Your browser doesn't support HTML5 video.

Getty Images

Why Nancy Pelosi Gave A Marathon Speech On The House Floor

Pelosi used her "leadership minute" on the House floor to speak for several hours.

By Jake Jones | February 7, 2018

House Minority Leader Nancy Pelosi spoke for more than eight hours on the House floor to push for an immigration vote amid budget negotiations that don't include the issue.

"Members of Congress are trustees of the people of our nation," she said just after 10 a.m. Eastern time. "Why are we here if not to protect the patriotic young people who are determined to contribute and to strengthen America? So I'm going to go on as long as my leadership minute allows."

She was talking about so-called Dreamers, the young undocumented immigrants who fall under Deferred Action for Childhood Arrivals protection.

But that DACA protection expires in March, and the White House signaled President Donald Trump won't extend it. That puts those Dreamers at risk of deportation. Party leaders recently agreed on a two-year spending bill, but it doesn't mention Dreamers. 

DACA was a deal made under the Obama administration after repeated failures to pass the 2001 DREAM Act, or Development, Relief and Education for Alien Minors — hence the "Dreamer" title.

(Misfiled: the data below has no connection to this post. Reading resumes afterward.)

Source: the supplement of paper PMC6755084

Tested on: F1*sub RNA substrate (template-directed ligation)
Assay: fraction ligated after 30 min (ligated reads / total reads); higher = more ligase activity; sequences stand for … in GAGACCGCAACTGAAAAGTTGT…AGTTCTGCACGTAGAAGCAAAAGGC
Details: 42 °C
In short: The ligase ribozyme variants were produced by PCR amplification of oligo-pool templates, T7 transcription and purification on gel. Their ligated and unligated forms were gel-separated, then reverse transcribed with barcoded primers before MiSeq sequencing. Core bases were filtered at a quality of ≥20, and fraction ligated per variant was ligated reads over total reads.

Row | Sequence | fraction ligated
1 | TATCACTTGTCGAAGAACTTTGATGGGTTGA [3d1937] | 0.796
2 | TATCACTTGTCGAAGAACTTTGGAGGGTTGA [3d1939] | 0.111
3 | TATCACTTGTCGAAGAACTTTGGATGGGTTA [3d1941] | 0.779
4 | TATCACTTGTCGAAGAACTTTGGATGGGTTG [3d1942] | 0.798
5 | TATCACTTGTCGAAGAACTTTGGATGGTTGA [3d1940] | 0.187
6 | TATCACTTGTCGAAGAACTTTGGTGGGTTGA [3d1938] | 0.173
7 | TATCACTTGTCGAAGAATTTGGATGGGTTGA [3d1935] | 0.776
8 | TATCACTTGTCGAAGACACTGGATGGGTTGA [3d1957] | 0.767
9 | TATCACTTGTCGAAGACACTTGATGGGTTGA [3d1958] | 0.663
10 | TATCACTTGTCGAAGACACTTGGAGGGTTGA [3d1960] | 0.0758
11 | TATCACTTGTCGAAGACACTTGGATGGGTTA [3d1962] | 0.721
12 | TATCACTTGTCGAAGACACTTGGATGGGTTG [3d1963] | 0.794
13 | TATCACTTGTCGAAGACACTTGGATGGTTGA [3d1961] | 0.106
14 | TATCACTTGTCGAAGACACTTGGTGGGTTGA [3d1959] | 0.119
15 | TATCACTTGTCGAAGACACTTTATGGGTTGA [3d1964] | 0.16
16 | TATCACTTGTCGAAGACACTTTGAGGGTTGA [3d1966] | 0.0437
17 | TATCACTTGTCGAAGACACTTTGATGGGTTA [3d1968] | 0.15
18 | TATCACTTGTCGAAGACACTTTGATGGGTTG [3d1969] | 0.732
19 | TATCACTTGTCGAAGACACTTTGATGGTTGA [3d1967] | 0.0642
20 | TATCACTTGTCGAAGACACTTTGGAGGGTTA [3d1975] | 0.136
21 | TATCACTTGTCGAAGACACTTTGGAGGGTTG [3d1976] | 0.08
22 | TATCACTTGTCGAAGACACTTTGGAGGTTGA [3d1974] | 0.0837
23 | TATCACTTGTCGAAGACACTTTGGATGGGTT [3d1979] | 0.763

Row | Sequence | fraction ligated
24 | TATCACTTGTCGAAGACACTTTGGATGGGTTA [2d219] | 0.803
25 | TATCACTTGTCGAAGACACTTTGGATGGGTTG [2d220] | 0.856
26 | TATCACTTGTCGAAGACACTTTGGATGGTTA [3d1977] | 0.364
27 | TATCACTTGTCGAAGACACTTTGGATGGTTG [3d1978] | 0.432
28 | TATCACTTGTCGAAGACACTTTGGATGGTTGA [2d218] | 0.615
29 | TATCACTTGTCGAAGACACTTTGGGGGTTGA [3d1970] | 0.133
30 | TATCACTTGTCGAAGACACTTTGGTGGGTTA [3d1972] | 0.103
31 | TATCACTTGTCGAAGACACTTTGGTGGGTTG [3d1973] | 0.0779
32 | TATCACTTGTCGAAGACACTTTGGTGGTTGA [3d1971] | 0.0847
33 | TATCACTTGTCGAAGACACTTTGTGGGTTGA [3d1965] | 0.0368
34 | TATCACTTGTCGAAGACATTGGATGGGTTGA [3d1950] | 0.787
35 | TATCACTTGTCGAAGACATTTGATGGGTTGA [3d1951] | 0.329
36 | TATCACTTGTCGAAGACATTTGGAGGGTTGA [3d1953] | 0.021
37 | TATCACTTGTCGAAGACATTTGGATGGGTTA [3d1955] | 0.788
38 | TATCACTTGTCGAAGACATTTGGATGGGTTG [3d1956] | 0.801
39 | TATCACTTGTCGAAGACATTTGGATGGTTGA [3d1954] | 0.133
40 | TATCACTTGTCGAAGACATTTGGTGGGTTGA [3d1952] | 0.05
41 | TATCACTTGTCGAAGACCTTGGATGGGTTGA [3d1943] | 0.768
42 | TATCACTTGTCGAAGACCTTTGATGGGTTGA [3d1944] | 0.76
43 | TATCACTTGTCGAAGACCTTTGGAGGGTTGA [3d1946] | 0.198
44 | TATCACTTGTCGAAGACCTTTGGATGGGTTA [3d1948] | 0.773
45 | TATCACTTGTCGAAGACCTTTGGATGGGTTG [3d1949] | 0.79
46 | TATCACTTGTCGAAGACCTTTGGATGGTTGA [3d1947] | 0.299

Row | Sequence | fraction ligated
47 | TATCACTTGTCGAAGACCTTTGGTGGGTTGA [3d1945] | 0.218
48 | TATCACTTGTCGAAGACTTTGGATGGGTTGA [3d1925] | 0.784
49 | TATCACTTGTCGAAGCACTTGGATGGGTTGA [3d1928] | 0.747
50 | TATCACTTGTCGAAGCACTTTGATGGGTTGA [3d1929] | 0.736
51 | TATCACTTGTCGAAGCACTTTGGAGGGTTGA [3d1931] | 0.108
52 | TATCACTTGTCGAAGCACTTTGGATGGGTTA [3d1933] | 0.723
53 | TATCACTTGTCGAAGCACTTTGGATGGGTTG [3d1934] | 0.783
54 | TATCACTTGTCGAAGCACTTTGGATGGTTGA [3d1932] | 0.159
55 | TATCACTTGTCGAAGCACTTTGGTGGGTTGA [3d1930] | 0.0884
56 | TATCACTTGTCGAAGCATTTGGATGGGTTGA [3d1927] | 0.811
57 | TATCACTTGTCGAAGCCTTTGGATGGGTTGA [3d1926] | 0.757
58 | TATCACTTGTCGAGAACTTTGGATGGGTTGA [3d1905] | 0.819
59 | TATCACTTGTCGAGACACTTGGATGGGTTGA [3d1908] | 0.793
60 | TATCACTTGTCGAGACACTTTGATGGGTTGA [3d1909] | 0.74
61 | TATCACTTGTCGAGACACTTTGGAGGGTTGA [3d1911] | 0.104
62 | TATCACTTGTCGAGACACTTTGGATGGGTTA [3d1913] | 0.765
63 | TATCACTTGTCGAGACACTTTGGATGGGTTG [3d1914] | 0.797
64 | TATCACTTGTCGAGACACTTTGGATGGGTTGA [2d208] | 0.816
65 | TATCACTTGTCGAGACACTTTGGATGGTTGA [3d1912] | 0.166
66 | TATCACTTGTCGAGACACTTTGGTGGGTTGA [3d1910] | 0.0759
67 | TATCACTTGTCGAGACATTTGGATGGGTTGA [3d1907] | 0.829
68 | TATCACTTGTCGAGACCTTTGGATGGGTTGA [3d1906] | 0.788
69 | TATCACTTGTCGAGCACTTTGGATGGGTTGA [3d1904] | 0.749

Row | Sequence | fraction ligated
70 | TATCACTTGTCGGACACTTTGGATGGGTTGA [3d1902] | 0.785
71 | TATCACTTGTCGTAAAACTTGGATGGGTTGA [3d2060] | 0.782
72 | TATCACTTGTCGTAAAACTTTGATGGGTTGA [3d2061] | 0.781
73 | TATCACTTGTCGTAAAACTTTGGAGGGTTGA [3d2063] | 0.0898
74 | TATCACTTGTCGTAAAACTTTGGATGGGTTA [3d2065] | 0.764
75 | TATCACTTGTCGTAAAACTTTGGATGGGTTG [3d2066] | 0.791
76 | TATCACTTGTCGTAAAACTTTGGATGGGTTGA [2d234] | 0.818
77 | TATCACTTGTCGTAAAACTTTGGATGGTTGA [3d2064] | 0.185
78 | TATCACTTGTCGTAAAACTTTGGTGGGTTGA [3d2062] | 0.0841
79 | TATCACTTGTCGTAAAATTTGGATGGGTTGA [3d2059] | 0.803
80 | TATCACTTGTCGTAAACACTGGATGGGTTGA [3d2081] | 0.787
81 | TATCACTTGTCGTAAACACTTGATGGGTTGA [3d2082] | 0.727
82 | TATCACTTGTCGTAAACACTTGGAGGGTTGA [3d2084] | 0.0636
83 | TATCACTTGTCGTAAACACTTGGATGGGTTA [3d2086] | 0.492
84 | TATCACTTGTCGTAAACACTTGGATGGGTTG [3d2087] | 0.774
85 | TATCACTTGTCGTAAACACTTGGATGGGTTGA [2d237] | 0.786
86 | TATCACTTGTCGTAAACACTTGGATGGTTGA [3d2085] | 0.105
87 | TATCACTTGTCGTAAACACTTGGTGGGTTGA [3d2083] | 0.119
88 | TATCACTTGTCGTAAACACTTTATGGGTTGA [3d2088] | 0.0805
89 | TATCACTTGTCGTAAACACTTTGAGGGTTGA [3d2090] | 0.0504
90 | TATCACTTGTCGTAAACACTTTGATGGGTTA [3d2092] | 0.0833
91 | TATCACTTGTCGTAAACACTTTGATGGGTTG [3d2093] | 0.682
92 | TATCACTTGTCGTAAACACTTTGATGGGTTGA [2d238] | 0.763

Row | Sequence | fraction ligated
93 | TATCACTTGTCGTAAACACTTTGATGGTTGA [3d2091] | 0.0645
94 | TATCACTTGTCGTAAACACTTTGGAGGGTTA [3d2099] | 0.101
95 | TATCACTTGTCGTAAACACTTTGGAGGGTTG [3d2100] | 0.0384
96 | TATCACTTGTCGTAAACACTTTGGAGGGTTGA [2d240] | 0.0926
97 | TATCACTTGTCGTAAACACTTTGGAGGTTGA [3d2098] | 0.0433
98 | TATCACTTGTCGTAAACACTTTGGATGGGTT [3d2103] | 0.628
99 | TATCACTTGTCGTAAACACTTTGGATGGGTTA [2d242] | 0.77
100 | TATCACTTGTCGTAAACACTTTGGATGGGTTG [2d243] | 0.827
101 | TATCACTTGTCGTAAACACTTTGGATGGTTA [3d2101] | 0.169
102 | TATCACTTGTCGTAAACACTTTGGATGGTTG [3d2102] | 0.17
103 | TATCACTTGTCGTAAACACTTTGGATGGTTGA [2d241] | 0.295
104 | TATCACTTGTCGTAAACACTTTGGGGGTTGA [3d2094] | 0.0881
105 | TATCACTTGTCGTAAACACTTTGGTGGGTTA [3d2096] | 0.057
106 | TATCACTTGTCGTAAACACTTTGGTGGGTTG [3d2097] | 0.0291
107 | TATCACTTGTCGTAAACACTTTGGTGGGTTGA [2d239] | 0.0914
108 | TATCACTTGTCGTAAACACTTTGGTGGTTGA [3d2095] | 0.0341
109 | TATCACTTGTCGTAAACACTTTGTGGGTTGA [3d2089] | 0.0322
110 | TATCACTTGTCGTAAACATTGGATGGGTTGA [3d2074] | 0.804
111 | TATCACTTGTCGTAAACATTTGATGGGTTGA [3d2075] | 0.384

Pelosi said in part: "I came here to make sure that everyone who follows Congress knows the stories of these Dreamers and how constant they are with the aspirations of our founders, how proud our founders would be of the aspirations of these young people to make the future better, to give back to community, to pledge allegiance to America, fulfill life, liberty and the pursuit of happiness. ... Imagine founders putting as a purpose of our nation, the pursuit of happiness. ... So I reiterate the statement that I made earlier: This is about the children."

Pelosi's marathon speech was the longest on the House floor since at least 1909. That's because the well-known filibuster is a tool distinct to the Senate. Members of the House only get a minute to make their comments — except party leaders like Pelosi, who get an unspecified amount of time. 

There are nearly 800,000 Dreamers in the U.S. Pelosi's speech was intended to force House Speaker Paul Ryan to agree to a vote on immigration legislation.